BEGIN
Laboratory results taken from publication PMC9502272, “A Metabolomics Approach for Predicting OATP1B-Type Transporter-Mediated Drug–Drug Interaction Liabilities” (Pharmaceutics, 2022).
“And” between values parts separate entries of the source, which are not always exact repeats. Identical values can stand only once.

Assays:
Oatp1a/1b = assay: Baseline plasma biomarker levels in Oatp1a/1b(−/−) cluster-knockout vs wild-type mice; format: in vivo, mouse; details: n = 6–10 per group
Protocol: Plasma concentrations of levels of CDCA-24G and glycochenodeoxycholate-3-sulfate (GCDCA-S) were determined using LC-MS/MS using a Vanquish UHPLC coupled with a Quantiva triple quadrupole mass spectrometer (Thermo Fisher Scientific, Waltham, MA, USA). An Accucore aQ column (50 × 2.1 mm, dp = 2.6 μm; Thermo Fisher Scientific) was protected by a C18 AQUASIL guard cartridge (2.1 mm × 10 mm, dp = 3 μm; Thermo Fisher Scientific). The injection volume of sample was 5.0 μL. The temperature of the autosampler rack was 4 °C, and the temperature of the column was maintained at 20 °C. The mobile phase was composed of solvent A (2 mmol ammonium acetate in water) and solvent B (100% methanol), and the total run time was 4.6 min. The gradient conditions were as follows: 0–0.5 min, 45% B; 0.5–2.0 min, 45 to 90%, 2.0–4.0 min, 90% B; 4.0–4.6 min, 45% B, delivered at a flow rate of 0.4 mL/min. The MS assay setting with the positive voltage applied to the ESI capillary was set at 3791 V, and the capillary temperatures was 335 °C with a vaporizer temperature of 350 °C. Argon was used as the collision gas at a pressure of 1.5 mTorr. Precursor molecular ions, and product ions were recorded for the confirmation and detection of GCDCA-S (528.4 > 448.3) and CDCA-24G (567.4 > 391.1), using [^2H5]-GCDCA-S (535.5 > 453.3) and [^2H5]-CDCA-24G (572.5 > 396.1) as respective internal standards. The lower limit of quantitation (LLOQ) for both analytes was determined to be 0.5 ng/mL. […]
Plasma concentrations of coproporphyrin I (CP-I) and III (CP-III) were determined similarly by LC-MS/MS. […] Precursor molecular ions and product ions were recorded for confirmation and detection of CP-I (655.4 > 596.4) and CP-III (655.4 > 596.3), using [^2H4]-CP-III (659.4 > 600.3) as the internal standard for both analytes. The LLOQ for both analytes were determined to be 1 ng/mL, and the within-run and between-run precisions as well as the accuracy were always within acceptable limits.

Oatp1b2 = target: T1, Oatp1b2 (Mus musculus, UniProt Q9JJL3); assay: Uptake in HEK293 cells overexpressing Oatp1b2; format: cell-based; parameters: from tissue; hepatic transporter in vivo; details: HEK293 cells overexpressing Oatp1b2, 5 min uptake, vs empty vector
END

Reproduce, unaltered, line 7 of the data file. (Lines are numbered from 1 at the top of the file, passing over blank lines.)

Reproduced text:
Oatp1b2 = target: T1, Oatp1b2 (Mus musculus, UniProt Q9JJL3); assay: Uptake in HEK293 cells overexpressing Oatp1b2; format: cell-based; parameters: from tissue; hepatic transporter in vivo; details: HEK293 cells overexpressing Oatp1b2, 5 min uptake, vs empty vector